What Makes Newsworthy?

News is information about current events. It is conveyed through a variety of media such as word of mouth, postal systems, printing presses, broadcasting and electronic communication. The content of news varies with culture and time, but certain basic characteristics are understood by everybody involved in the business of creating and disseminating news, whether they are journalists or people who consume it as audiences.

Objectivity, fairness and timeliness are the three cornerstones of good journalism. Objectivity means that news should be free from personal bias and that it should be reported without spin or distortion. Fairness is the requirement that all sides of an issue should be explored and presented fairly. Finally, timeliness requires that the story be reported immediately or very soon after the event takes place.

The earliest news sources were oral messages, but the advent of the printing press and other technology allowed for more efficient dissemination of news. News was originally distributed in newspapers but is now available on television, radio, the Internet and even mobile phones.

People are interested in news that relates to their daily lives, so stories that affect them personally are of particular interest. Weather, climate change and disasters all make the news as do politics, war, crime, economics, agriculture and food security, health and education.

Human interest, curiosity and the ability to empathise with other people are also important factors in what makes newsworthy. For example, stories that incorporate violence or scandal are very popular with readers as well as events that affect the rich and poor. Other newsworthy events are those that concern controversies, arguments, strikes, charges and countercharges, tension, and conflict.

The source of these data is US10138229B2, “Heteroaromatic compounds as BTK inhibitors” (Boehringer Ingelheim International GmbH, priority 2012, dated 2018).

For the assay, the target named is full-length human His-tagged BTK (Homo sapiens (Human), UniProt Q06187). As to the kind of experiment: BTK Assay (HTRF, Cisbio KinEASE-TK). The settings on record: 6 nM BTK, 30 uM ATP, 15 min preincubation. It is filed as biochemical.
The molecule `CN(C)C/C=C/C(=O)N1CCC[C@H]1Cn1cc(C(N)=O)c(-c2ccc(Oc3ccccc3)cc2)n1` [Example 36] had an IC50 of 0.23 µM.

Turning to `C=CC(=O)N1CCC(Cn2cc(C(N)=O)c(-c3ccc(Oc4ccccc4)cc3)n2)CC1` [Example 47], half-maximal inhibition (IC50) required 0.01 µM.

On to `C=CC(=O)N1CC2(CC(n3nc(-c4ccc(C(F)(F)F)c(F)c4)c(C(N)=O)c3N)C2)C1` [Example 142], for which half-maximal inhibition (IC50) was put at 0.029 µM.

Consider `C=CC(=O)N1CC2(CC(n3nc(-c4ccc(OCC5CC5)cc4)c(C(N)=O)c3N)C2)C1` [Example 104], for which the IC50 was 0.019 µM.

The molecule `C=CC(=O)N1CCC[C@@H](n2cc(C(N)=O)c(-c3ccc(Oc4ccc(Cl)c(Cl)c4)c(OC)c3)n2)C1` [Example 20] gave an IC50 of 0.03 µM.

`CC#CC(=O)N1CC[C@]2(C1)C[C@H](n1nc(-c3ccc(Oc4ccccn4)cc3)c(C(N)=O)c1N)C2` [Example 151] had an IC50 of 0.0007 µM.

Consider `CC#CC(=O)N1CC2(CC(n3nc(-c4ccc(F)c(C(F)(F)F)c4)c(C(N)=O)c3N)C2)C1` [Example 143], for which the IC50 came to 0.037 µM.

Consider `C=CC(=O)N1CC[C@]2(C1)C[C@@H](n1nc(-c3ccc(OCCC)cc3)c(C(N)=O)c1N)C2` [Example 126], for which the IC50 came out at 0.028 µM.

People are also interested in events that occur in other countries, cultures and historical periods. For example, travel stories, international trade and espionage, foreign policy and world affairs, and sporting events are of interest to the public. The discovery of fossils and other ancient artefacts are also newsworthy as is the history of a place or time that has a strong cultural significance.

If a story is to be considered as “newsworthy”, it must satisfy the following criteria:

The news value of a story will be different in each society because each one will have its own interests, priorities and values. For instance, the relative importance of cows and pigs in a given society will determine which news items are of most interest when a barn collapses and kills both animals.

To help you decide what is newsworthy, read the headlines in your local newspaper or watch your local TV news program. If you are unsure about what is happening in the world, sign up for a news aggregator such as The Skimm or Today Explained. This will deliver to your inbox a brief overview of the most important stories of the day. This will save you the trouble of sifting through social feeds or websites to find what’s important. You can also follow positive news outlets that are dedicated to reporting only the good news, such as Good News Movement or Tank’s Good News.

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